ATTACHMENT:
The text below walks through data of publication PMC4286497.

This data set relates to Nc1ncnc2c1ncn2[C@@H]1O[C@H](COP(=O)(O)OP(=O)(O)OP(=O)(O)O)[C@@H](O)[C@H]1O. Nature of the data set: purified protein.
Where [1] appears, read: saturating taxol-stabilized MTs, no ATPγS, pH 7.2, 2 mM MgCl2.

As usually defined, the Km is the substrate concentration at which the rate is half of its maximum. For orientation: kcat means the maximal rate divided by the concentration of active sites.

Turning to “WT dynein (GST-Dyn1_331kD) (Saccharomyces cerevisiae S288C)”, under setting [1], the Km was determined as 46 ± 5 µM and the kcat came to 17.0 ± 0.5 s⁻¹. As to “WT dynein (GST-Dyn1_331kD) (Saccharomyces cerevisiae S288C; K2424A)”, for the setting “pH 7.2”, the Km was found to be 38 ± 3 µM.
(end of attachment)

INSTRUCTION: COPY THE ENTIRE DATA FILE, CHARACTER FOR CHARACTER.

The text below walks through data of publication PMC4286497.

This data set relates to Nc1ncnc2c1ncn2[C@@H]1O[C@H](COP(=O)(O)OP(=O)(O)OP(=O)(O)O)[C@@H](O)[C@H]1O. Nature of the data set: purified protein.
Where [1] appears, read: saturating taxol-stabilized MTs, no ATPγS, pH 7.2, 2 mM MgCl2.

As usually defined, the Km is the substrate concentration at which the rate is half of its maximum. For orientation: kcat means the maximal rate divided by the concentration of active sites.

Turning to “WT dynein (GST-Dyn1_331kD) (Saccharomyces cerevisiae S288C)”, under setting [1], the Km was determined as 46 ± 5 µM and the kcat came to 17.0 ± 0.5 s⁻¹. As to “WT dynein (GST-Dyn1_331kD) (Saccharomyces cerevisiae S288C; K2424A)”, for the setting “pH 7.2”, the Km was found to be 38 ± 3 µM.